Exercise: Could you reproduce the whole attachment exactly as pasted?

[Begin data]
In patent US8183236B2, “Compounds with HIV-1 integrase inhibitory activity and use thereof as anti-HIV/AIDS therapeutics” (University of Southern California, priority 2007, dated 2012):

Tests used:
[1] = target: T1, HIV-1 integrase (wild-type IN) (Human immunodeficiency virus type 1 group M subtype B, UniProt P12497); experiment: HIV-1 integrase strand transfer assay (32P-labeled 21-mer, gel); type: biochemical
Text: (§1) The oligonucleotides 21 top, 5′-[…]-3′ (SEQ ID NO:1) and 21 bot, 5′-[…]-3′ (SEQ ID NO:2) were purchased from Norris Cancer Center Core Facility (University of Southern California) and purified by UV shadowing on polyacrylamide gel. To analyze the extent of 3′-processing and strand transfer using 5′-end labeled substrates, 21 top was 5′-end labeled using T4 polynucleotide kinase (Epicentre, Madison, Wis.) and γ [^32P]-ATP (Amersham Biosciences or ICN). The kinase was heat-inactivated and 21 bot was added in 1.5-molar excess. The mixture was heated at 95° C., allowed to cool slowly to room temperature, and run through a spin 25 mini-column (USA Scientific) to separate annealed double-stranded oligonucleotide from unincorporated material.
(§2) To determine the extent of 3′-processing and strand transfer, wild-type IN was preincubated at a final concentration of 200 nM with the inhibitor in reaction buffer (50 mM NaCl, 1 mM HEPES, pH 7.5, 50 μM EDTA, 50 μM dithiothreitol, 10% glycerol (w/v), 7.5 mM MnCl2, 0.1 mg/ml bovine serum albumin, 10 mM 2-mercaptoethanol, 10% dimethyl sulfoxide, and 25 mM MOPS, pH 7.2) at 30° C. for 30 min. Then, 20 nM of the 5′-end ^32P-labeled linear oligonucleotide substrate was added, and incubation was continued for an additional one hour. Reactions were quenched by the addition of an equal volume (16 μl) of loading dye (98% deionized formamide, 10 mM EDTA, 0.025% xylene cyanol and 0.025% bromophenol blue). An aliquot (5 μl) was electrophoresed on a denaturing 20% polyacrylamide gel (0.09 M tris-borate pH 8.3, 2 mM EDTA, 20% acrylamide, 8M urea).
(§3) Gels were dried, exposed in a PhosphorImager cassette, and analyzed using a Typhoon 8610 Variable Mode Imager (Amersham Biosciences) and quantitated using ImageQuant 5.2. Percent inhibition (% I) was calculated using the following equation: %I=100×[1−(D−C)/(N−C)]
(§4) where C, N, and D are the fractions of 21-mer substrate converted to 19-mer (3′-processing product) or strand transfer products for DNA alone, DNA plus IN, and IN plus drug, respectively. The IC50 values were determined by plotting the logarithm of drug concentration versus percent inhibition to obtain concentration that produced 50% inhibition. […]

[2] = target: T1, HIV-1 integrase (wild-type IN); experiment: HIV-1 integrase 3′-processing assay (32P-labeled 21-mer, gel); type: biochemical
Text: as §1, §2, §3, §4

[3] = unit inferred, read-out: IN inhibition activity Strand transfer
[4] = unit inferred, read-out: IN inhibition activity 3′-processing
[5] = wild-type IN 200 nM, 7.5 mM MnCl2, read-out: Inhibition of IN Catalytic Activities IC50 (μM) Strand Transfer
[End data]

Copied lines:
In patent US8183236B2, “Compounds with HIV-1 integrase inhibitory activity and use thereof as anti-HIV/AIDS therapeutics” (University of Southern California, priority 2007, dated 2012):

Tests used:
[1] = target: T1, HIV-1 integrase (wild-type IN) (Human immunodeficiency virus type 1 group M subtype B, UniProt P12497); experiment: HIV-1 integrase strand transfer assay (32P-labeled 21-mer, gel); type: biochemical
Text: (§1) The oligonucleotides 21 top, 5′-[…]-3′ (SEQ ID NO:1) and 21 bot, 5′-[…]-3′ (SEQ ID NO:2) were purchased from Norris Cancer Center Core Facility (University of Southern California) and purified by UV shadowing on polyacrylamide gel. To analyze the extent of 3′-processing and strand transfer using 5′-end labeled substrates, 21 top was 5′-end labeled using T4 polynucleotide kinase (Epicentre, Madison, Wis.) and γ [^32P]-ATP (Amersham Biosciences or ICN). The kinase was heat-inactivated and 21 bot was added in 1.5-molar excess. The mixture was heated at 95° C., allowed to cool slowly to room temperature, and run through a spin 25 mini-column (USA Scientific) to separate annealed double-stranded oligonucleotide from unincorporated material.
(§2) To determine the extent of 3′-processing and strand transfer, wild-type IN was preincubated at a final concentration of 200 nM with the inhibitor in reaction buffer (50 mM NaCl, 1 mM HEPES, pH 7.5, 50 μM EDTA, 50 μM dithiothreitol, 10% glycerol (w/v), 7.5 mM MnCl2, 0.1 mg/ml bovine serum albumin, 10 mM 2-mercaptoethanol, 10% dimethyl sulfoxide, and 25 mM MOPS, pH 7.2) at 30° C. for 30 min. Then, 20 nM of the 5′-end ^32P-labeled linear oligonucleotide substrate was added, and incubation was continued for an additional one hour. Reactions were quenched by the addition of an equal volume (16 μl) of loading dye (98% deionized formamide, 10 mM EDTA, 0.025% xylene cyanol and 0.025% bromophenol blue). An aliquot (5 μl) was electrophoresed on a denaturing 20% polyacrylamide gel (0.09 M tris-borate pH 8.3, 2 mM EDTA, 20% acrylamide, 8M urea).
(§3) Gels were dried, exposed in a PhosphorImager cassette, and analyzed using a Typhoon 8610 Variable Mode Imager (Amersham Biosciences) and quantitated using ImageQuant 5.2. Percent inhibition (% I) was calculated using the following equation: %I=100×[1−(D−C)/(N−C)]
(§4) where C, N, and D are the fractions of 21-mer substrate converted to 19-mer (3′-processing product) or strand transfer products for DNA alone, DNA plus IN, and IN plus drug, respectively. The IC50 values were determined by plotting the logarithm of drug concentration versus percent inhibition to obtain concentration that produced 50% inhibition. […]

[2] = target: T1, HIV-1 integrase (wild-type IN); experiment: HIV-1 integrase 3′-processing assay (32P-labeled 21-mer, gel); type: biochemical
Text: as §1, §2, §3, §4

[3] = unit inferred, read-out: IN inhibition activity Strand transfer
[4] = unit inferred, read-out: IN inhibition activity 3′-processing
[5] = wild-type IN 200 nM, 7.5 mM MnCl2, read-out: Inhibition of IN Catalytic Activities IC50 (μM) Strand Transfer